Hotel chains frequently launch new brands and Hyatt has announced details of a new extended stay brand they’re introducing called Hyatt Studios.
Construction on the first Hyatt Studios properties is due to begin in 2023, with the first hotel being expected to open in 2024.
Ben at One Mile At A Time has written a post sharing why he thinks this brand is boring, but as someone in one of the demographics targeted by this new brand, I’m somewhat excited by the prospect of this new brand.
You can read the full press release of this new brand here. Here’s my take on Hyatt Studios with both the positives and negatives for these future properties, along with some unknown features we’ll need to wait for more information on.
Positives of Hyatt Studios
One of the best features of Hyatt Studios is that every room will have a kitchen. Hyatt is highlighting the fact that every kitchen will feature a multi-function convection microwave, but based on the renderings it looks like there’ll also be a double stove top, full-size fridge-freezer and dishwasher.
That’s exciting to me because it would make Hyatt Studios the only Hyatt brand that has a kitchen in every single room. While many rooms at Hyatt Houses have a kitchen, most Hyatt Houses also have base level Den Guest Rooms that only feature a mini fridge and microwave rather than a full kitchen setup.
Hyatt Houses are inconsistent too with regards to which type of room is bookable with points. Some you can only book into a Den Guest Room, others you can book a studio suite with a kitchen while others you can book straight into a one bedroom suite with a kitchen for the standard number of points. That level of inconsistency can be a little frustrating at times as it means you have to click through to each Hyatt House’s search results to have any sense as to what you can expect. In some areas (e.g. Dallas/Fort Worth, Raleigh/Durham, Washington D.C., etc.) there are numerous Hyatt Houses, each of which can have a different setup for what they allow to be booked with points.
Provided the renderings are accurate, another feature I’m liking the look of is that they’ll be providing four place settings in suites. A pet peeve of mine when staying at similar brands like Candlewood Suites is that many only provide two plates, two dishes, two knives and forks, etc. That means you have to either wash those items by hand after every meal or run the dishwasher 2-3 times a day. We’re traveling with a portable kitchen on our road trip which has four place settings and so it’s less of an issue for us, but if I was a regular person staying at one of these extended stay brands, having four place settings is far more convenient.
One of the points Ben made in his post at OMAAT saying why he thought Hyatt Studios will be boring is as follows:
Frankly many extended stay brands confuse me; what percent of guests really need a full size fridge, when there are limits to what you can really cook and prepare in the room?
Speaking as someone who lives in hotels and Airbnbs, I’d imagine a large percentage of people staying in extended stay brands like Hyatt Studios do need a full-size fridge. For example, at the time of writing this post we’re staying for a week at an Airbnb in Kansas City, MO. Here’s a look at our fridge; it’s a similar thing when staying in extended stay hotel brands:
When you’re actually living in a hotel for a week or more and are preparing your own meals, it’s not hard to make good use of a fridge-freezer; even more so if you’re staying somewhere for a month or more. When staying at the Staybridge Suites Hot Springs, AR last month (one of IHG’s extended stay brands), I got chatting to some guys who were construction workers. They were all there for 30-60 days on a project, while other people we’ve met at extended stay properties have been staying at them for a month or more while relocating and waiting to close on a house, deciding on a neighborhood to live in, etc. Having a full-size fridge-freezer makes it much easier to prepare meals at “home”, especially with a double stove top and – in the case of Hyatt Studios rooms – a multi-function convection microwave. It’s not specifically addressed in the press release, but the rendering showing the double stove top suggests there’ll be pots and pans in the kitchen too, so there’s no reason people can’t make regular meals there rather than having to rely solely on microwave meals.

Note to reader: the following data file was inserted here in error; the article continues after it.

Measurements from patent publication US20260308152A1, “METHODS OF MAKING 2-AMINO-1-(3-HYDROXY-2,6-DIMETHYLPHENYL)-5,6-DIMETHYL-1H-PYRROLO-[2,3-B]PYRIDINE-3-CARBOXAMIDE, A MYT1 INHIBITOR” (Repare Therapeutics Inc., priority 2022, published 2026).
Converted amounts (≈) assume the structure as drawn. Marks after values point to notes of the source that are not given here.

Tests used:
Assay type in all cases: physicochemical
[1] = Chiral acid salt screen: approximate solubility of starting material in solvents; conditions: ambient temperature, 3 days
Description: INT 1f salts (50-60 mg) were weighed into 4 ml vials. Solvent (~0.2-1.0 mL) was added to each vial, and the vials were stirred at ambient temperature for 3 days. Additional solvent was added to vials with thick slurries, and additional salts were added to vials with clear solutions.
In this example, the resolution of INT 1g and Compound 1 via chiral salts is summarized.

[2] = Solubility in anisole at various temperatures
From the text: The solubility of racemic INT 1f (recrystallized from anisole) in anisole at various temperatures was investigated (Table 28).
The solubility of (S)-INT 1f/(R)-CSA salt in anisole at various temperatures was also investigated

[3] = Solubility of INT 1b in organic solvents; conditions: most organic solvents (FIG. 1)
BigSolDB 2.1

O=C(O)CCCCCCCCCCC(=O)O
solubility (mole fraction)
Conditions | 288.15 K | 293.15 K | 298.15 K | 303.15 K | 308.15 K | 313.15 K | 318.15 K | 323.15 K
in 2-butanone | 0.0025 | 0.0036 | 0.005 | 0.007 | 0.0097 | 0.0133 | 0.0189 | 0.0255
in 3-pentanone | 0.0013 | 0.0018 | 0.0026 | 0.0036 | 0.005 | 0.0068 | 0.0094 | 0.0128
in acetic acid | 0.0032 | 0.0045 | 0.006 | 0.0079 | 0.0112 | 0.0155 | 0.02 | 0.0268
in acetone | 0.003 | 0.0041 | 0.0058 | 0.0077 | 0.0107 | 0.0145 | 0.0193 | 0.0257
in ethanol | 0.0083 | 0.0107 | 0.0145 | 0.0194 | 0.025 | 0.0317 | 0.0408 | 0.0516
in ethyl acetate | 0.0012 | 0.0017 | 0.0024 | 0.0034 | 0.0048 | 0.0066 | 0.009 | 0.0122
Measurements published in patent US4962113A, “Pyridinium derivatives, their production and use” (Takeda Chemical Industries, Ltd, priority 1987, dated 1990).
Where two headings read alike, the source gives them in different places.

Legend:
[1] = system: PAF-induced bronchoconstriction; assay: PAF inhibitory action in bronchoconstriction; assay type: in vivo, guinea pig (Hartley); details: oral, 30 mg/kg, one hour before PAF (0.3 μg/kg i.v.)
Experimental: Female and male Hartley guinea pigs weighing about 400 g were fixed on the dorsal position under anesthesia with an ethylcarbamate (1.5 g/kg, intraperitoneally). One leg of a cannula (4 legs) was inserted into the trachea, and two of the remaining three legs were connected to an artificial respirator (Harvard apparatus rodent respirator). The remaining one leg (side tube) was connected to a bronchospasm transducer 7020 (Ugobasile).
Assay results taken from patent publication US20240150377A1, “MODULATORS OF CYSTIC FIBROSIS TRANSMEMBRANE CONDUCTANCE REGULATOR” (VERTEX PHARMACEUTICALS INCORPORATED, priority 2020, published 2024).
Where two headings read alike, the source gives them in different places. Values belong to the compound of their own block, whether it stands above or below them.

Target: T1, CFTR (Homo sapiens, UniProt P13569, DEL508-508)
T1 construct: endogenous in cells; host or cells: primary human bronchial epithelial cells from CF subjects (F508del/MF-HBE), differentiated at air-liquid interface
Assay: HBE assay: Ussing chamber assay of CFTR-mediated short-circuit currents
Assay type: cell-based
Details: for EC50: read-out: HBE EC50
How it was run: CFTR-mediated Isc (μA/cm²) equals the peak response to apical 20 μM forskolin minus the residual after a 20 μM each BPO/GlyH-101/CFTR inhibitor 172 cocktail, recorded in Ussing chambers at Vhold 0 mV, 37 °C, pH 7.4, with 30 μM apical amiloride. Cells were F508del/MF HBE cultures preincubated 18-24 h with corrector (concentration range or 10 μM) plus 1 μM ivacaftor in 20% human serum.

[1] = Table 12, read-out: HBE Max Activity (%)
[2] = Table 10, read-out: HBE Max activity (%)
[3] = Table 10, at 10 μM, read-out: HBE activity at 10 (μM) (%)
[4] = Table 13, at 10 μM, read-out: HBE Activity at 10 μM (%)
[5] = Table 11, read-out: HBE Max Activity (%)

(Hopefully) Better Construction
Perhaps I should put this in the “Unknowns” section further down, but I hopefully don’t have misplaced faith in Hyatt here. Something noticeable at many Candlewood Suites (one of IHG’s brands) properties that we’ve stayed at is how thin their floors seem to be. If you’re not on the top floor of the hotel, there’s a good chance you’ll hear the people above you walking/stomping around.
That’s not ideal in any situation, but might not be too noticeable for the average person. However, we travel with our pup and the terrier part of her greatly dislikes when there are sounds above us like that – she also hated the squirrels that ran across the metal roof of the home we used to own.
Hyatt Houses and Hyatt Places seem to have much better construction though and as a result we rarely hear people in the room above us when staying at those brands. I’m therefore hopeful that Hyatt Studios will be similar, but the hardwood (or faux wood) floors might mean there’s more noise from those above you than if they had carpeted floors.
Potentially Easier To Earn Globalist Status
With more new properties in the pipeline, that increases the likelihood that there’ll be a Hyatt property somewhere that you want to stay which in turn can make it easier to rack up elite night credits towards Globalist status.
That’ll be particularly easy for people booking extended stays. If you need to stay somewhere for a month, having a Hyatt Studios property could be a great option if there previously wasn’t a Hyatt House there, or if there was an existing Hyatt House but which charged far more for a suite with a kitchen. That month’s worth of elite night credits would earn you Explorist status as well as the 20 and 30 night Milestone Rewards along the way. If you need to stay somewhere for two months, you’d get Globalist status locked up with that one stay.